- Overview of Derivatives with R Tutorial
- How to Create Futures Continuous Series
- Exploring Crude Oil (CL) Future Data from Quandl in R
- R Visualization of Statistical Properties of Future Prices
- Comparing Futures vs Spot Prices for WTI Crude Oil
- Different Parties in the Futures Market
- Creating Term Structure of Futures Contracts Using R
- Contango and Backwardation
- Exploring Open Interest for Futures Contracts with R
- Review of Options Contracts
- Black Scholes Options Pricing Model in R
- Binomial Option Pricing Model in R
- Understanding Options Greeks
- Options Strategy: Create Bull Call Spread with R Language
- Options Strategy: Create Long Straddle with R Language
Creating Term Structure of Futures Contracts Using R
The terms structure of the futures contracts for a specific asset is generated by the contracts prices at different expiration times. The contracts have different prices on each expiration date and there is an underlying relationship between them that is reflected with different shapes. The most common shapes are called normal or inverted forms. These shapes reflect the expectation of market participants from the asset.
The normal form is the most common structure of the contracts future prices at different maturities. This shape is characterized by a positive relationship between futures prices and expiration dates, that is, the price of the futures contracts increases with its expiration time. Also this curve reveals factors such as supply and demand of the underlying assets when this is a commodity.
In the inverted curve shape, distant future prices are lower than nearby future prices. This type of curve takes place when there are imbalances between supply and demand on a commodity. In periods of shortage in the supply of a commodity, producers go to the futures market in order to enter in a long position to secure short term prices and nearby expiration contracts go up in prices.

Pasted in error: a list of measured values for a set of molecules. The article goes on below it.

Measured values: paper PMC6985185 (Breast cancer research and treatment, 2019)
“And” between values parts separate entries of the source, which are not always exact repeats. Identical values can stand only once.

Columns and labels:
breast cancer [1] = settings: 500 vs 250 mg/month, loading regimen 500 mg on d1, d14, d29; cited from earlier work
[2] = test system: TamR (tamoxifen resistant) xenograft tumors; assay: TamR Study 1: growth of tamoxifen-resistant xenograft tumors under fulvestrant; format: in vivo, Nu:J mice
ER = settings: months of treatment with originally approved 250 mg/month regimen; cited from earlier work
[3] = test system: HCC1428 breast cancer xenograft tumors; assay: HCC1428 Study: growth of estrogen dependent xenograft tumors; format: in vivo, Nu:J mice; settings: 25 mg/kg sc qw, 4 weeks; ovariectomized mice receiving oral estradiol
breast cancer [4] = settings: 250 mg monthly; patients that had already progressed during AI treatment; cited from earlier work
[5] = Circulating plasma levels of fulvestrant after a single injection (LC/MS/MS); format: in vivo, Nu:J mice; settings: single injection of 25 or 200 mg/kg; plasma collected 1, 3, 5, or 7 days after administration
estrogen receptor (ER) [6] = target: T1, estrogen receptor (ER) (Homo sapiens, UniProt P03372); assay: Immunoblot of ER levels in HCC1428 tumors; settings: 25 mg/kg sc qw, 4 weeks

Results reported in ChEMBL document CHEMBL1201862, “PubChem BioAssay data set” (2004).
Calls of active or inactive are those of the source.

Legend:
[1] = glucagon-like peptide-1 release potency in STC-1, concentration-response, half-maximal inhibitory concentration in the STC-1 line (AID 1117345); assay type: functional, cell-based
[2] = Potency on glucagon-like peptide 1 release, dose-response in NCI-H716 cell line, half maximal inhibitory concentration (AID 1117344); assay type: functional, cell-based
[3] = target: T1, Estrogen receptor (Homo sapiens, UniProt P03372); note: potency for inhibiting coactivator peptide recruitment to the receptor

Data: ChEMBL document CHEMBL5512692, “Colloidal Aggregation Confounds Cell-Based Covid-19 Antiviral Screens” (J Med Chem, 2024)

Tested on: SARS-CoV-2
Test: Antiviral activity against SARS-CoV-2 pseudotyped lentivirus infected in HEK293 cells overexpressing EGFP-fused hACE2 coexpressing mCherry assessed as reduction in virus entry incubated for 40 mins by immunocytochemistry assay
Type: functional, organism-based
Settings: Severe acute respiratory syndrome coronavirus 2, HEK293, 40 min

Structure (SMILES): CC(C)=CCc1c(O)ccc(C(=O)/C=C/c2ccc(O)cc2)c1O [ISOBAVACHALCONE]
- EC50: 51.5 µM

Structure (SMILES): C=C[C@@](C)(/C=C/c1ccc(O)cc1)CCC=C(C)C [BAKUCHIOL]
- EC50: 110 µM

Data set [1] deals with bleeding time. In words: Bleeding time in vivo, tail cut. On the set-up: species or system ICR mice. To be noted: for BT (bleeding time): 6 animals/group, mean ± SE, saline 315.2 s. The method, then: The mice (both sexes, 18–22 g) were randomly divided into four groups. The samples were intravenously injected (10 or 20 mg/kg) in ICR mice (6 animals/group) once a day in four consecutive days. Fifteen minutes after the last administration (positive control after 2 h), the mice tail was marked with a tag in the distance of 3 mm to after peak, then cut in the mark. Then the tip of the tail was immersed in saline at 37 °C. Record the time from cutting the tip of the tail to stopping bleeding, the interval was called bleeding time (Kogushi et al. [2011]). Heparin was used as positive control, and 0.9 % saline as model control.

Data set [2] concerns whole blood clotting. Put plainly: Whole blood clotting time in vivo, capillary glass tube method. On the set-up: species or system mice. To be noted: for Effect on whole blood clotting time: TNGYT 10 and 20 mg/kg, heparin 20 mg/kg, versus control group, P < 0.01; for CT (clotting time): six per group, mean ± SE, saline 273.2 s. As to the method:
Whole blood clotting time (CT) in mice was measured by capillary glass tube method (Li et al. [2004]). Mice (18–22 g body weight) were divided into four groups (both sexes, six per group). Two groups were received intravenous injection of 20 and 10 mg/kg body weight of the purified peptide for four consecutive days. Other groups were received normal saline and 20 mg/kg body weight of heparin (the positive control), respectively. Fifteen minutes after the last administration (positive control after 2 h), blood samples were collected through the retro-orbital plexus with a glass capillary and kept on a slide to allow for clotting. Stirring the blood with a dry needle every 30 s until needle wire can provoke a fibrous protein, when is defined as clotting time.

The degree of the slope in the term structure, both in a normal or inverted market, is a signal about the expected future volatility of the asset. An important concept that arises from the term structure of futures contracts is the spread. This is the price difference between futures contracts from different maturities.
It is common that traders form spread positions by holding two different contracts in which they expect that the spread would narrow or widen in the future and can get profits on this prediction.
To observe these patterns with real word data, we would get Gold futures prices data from a CSV file and explore the term structure of Gold Futures contracts. We start by reading the CSV file containing the futures contract prices of gold for the next periods, make some cleaning operations and finally plot the term structure.
# R by default assign a factor data type for dates, so we need to pass the parameter # stringsAsFactor = False, when read a csv in order to read dates as character type. goldPrices <- read.csv("C:/Users/Nicolas/Downloads/futures-prices-intraday-07-25-2019.csv",stringsAsFactors = FALSE) # Remove one row that have all Na values with complete.cases command goldPrices <- goldPrices[complete.cases(goldPrices),] # Observe the first rows of the goldPrices dataframe head(goldPrices)
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